Victims at the Sofitel

Early Saturday afternoon, a hotel maid was confronted by a guest when she entered his suite to clean it.  The maid alleges that the guest “emerged naked from the bathroom, pursued her down a hallway, and pulled her into the bedroom,” according to the Wall Street Journal.  She got away from him, but “he chased her again and dragged her into a bathroom.”  The Journal is decorous enough not to detail what happened next, but according to the maid’s charges, a forcible sex act was involved.

The maid “was taken by police to a hospital and was treated for minor injuries,” adds the Associated Press.  She’s pressing charges of “a criminal sex act, attempted rape, and unlawful imprisonment” against her alleged assailant, who is currently in police custody. 

The accused has a long history of sexual impropriety, including a 2002 incident whose victim is now stepping forward to file a legal complaint, after nine years of frightened silence.  He’s 62 years old, and married with four children.  He was arrested while trying to leave the country.  The New York Post says the cops were only able to haul him out of first class seating because he left his cell phone behind in his haste to flee, and was foolish enough to call the hotel from the airport, to report his lost phone.  If he makes bail, he’ll almost certainly board another plane and fly away from American justice.

That’s because he’s the head of the International Monetary Fund, a top-ranking member of the French Socialist Party, and widely considered the leading candidate to be the next president of France.  His name is Dominique Strauss-Kahn, popularly known by his initials DSK, and referred to as “The Great Seducer” back home.

Oh, and the hotel where this incident took place?  That would be the luxurious Sofitel near Times Square in New York City, which offers “consummate style, comfort, and elegance” with a fusion of New York and Parisian styles.  DSK’s suite cost $3000 per night. 

No one is quite certain what Strauss-Kahn was doing in New York at all, since the Associated Press notes that “the IMF is based in Washington, and he had been due in Germany on Sunday to meet with Chancellor Angel Merkel.”

As the Wall Street Journal notes, “The French are legendary for nonchalance toward the sexual appetites of their politicians, and they sniffed at Americans who disapproved of Bill Clinton when he lied under oath about sex.”  The French were wrong back then, and this incident is further evidence of why.  The pretense that a man can be a liar, cheat, or ogre in his behavior towards women, but wise and responsible when dealing with his public responsibilities, is an absurd fiction shared among those who wish to become comfortable with their submission to an amoral ruling class.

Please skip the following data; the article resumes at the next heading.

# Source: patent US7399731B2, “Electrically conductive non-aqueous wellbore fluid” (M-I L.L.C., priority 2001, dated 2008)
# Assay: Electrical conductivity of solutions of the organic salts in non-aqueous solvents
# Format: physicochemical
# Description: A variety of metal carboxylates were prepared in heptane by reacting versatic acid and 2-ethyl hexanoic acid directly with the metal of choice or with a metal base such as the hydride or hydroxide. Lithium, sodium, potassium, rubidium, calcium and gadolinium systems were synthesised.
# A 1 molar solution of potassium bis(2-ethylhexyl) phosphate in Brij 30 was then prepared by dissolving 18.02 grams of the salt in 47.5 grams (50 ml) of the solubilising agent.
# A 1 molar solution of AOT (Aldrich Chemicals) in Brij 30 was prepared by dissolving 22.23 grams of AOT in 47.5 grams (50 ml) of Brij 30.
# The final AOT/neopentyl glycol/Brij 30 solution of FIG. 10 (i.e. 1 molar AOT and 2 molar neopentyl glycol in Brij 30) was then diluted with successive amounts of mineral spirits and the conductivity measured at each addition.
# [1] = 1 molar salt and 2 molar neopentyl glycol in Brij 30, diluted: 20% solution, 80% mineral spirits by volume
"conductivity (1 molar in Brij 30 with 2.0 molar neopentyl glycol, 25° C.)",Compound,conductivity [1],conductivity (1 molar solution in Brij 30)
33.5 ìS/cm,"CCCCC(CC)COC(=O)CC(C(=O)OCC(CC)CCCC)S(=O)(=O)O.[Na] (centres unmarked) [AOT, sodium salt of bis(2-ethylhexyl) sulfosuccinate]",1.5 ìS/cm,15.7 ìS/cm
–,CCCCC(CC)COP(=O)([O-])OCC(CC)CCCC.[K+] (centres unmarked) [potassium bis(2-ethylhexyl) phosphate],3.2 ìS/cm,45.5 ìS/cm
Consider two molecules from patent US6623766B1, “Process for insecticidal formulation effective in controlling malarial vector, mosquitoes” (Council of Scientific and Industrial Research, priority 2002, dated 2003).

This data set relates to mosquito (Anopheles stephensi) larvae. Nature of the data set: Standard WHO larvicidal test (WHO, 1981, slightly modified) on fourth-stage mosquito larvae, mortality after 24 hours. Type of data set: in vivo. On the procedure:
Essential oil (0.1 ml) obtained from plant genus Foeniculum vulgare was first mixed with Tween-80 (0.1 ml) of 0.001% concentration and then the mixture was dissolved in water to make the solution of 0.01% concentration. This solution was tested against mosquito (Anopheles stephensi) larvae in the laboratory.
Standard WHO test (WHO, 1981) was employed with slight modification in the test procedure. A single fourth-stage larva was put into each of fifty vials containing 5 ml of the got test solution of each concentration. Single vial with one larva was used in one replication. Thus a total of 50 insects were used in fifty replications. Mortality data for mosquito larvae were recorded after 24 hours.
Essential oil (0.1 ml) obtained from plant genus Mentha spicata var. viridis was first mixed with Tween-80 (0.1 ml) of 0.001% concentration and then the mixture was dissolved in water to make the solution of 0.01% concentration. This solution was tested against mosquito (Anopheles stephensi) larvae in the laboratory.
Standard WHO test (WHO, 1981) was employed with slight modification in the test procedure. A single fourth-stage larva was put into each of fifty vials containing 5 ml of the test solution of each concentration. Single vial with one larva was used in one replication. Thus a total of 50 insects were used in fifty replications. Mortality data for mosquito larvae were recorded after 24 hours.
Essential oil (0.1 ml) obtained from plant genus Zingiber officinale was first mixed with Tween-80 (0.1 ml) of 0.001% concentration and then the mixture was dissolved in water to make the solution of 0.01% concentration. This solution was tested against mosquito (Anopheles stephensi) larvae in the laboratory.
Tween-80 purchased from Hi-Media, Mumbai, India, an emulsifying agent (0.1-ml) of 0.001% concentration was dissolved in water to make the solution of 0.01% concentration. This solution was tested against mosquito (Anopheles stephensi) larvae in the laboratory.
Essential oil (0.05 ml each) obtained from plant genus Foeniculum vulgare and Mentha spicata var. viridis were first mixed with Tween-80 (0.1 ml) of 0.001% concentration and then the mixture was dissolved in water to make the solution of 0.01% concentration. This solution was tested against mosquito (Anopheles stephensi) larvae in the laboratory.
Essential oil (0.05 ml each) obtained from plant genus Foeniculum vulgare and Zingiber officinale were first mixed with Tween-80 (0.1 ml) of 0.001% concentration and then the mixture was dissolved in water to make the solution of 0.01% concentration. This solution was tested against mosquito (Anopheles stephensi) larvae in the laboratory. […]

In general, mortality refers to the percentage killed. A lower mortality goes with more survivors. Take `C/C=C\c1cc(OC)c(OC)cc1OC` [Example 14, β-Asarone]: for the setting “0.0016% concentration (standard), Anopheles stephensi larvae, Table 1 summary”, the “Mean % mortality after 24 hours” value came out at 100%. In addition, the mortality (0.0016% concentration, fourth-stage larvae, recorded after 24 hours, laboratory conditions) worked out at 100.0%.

In our brave new world, wealth and luxury accrue to the redistributors.  The IMF is in the business of over-riding the decisions of taxpayers in some countries, to bail out the irresponsible governments of others.  Do you think the Greek government was foolish to make ridiculously unsustainable socialist promises to its people, who now respond to desperate austerity measures with violence in the streets?  Tough.  It doesn’t matter what you think, or how you live your life.  You’re still providing almost $7 billion of the funding for the $40 billion IMF bailout headed their way.  The man in charge of spreading that wealth around likes to stay in $3000 hotel suites, and makes heavy demands of room service.

America is right behind Greece, heading down the same path.  Our high government officials treat themselves to incredible luxuries, even as they insist we stop complaining and learn to accept the New Normal of 9% unemployment, sky-high fuel prices, rising inflation, and limitless national debt.  Why is anyone in the world surprised to learn an amoral leadership, which sustains its political power with class-warfare sanctimony, feels free to indulge all of its appetites?  A nation that wants honest leadership should demand its humility.  The best way to ensure leaders remain humble is to give them humble jobs.

Even the most debauched aristocrat of the past saw his appetites end, or at least slow down, at his national borders.  The new aristocracy has the entire globe to plunder.  A spot of legal bother with a peasant in New York can be resolved by a comfortable first-class fight to Europe.

Such an aristocracy is not shy about spending the peasants’ money to perpetuate itself.  France has an Environment Minister, who is concerned about the injury to France’s reputation that could result from the Strauss-Kahn arrest.  “As well as the alleged victim, the chambermaid, there is another sure victim: France,” she warned.  Sure, but unlike the chambermaid, France was asking for it.